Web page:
Every very-new-mama must come to accept certain truths in her own time, even though many before her told her it would be so. It usually only sinks in when she experiences it for herself, and then says, "oh, that's what they were talking about!"
I've been thinking about fingerprints.
We all have them. They are a part of what make us human. And yet each one is different. Not even my girls, if they do happen to be identical twins, will have exactly the same ones.
What I like about this comparison is the freedom it offers, especially as I often compare myself to others and find myself wanting.
If not all fingerprints can ever be exactly alike, then I do not have to worry about comparing my mother-print to your mother-print, or to anyone else's. I can admire it, think about it, and find similarities, but there will always be differences. That is a good thing.
This applies to raising my daughters, too.
I want them to be loving, kind, generous, ambitious, empathetic, funny, empowered, and so many other things. But right now, they are just pooping their pants and fussing as their teeth come in. It's about what works. I can't plop them down and teach them anything right now. I can only model, and hope they sense it in me, like they sense the mother's milk they love so, or pick it up from my behavior, or are bestowed with it through my short but intense prayers for them.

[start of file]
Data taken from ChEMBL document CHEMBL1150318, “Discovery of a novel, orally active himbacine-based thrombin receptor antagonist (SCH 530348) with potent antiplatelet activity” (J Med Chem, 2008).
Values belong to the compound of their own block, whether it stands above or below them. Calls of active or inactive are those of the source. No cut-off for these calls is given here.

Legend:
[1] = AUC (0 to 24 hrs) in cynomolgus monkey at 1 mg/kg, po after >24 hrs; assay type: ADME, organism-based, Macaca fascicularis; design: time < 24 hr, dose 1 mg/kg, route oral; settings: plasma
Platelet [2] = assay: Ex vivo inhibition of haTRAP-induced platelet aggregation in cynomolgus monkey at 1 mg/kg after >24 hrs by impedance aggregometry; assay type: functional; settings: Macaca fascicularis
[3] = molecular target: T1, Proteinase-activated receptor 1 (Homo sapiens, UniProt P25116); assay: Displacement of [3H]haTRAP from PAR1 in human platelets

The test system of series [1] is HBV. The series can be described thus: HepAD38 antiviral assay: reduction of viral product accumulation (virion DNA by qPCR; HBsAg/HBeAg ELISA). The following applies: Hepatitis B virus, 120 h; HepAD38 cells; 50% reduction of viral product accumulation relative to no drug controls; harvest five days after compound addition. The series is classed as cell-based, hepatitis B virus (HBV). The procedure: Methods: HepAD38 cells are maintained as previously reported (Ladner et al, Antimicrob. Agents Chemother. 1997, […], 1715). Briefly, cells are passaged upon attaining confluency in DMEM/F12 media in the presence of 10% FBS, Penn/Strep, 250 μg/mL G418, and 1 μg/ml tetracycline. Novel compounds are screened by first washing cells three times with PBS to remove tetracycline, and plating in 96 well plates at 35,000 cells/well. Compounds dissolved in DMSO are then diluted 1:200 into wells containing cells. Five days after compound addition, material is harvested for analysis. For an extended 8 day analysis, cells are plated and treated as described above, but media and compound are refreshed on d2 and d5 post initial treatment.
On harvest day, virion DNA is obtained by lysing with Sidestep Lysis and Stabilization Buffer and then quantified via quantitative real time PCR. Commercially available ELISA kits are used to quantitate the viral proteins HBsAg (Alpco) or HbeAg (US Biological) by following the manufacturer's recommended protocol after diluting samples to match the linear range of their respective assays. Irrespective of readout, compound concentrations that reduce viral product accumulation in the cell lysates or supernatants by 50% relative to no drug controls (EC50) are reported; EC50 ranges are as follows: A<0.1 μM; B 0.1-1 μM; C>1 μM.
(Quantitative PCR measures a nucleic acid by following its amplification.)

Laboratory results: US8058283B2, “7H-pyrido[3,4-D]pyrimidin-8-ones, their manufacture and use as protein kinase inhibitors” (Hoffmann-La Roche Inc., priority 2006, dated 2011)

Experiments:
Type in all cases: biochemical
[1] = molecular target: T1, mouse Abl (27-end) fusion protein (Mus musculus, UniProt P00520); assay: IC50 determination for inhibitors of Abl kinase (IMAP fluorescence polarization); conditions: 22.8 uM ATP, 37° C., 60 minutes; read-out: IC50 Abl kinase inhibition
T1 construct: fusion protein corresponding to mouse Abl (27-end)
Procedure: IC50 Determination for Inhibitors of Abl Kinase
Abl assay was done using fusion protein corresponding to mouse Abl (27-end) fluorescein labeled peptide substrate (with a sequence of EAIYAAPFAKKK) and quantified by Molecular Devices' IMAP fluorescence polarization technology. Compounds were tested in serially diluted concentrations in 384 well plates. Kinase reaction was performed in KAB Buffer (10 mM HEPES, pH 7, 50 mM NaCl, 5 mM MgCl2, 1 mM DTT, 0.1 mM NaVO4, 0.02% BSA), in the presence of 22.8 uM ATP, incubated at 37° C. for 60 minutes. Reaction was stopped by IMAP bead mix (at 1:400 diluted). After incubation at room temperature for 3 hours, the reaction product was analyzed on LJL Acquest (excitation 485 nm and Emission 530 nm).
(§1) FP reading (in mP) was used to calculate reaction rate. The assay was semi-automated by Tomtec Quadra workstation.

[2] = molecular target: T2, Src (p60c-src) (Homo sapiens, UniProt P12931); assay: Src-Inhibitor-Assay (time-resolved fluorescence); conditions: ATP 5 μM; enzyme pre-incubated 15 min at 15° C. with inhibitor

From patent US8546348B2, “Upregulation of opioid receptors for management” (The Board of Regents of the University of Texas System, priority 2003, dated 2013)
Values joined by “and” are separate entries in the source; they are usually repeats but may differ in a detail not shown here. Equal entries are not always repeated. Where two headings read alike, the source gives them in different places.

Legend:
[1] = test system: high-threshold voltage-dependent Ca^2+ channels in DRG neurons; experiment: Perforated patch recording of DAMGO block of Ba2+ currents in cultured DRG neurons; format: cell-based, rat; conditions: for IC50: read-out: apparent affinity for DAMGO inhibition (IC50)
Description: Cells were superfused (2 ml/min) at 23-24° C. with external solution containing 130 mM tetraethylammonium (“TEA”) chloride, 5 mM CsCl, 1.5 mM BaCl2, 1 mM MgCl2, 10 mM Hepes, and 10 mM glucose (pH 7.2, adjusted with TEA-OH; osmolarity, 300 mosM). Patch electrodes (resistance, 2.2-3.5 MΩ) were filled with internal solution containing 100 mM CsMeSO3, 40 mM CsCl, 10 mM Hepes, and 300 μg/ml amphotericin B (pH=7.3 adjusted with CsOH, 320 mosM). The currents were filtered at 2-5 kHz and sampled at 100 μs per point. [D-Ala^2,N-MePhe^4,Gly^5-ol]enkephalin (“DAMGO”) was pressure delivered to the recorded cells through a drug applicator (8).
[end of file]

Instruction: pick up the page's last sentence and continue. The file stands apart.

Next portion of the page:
But they have their own prints, too, formed in the womb by Someone other than me.
So, as I raise these girls, will I draw attention to their uniqueness, their gifts, and their one-of-a-kind-ness, or, as someone who likes control, will I assume that they are just like me and treat them accordingly?
Will I paint their hands, press them on a piece of paper, and point out their special-ness? Embroider them like the photo above? (Thank you, Pinterest.)
Teach them how to express their emotions and feelings, even if it goes against the status quo or what they think is expected of them? That it is OK if they don't see eye to eye with me, even though it might hurt my ego?
Let me remember that they are not me, and I am not them. We share genes and blood and traits and inclinations and many other things. We will share full years together of laughter, tears, tantrums, and special memories.
Our fingerprints are all over each other, but they'll always be different.
Linking up w/Just Write @ the EO and the Practices of Parenting Carnival @ Emerging Mummy.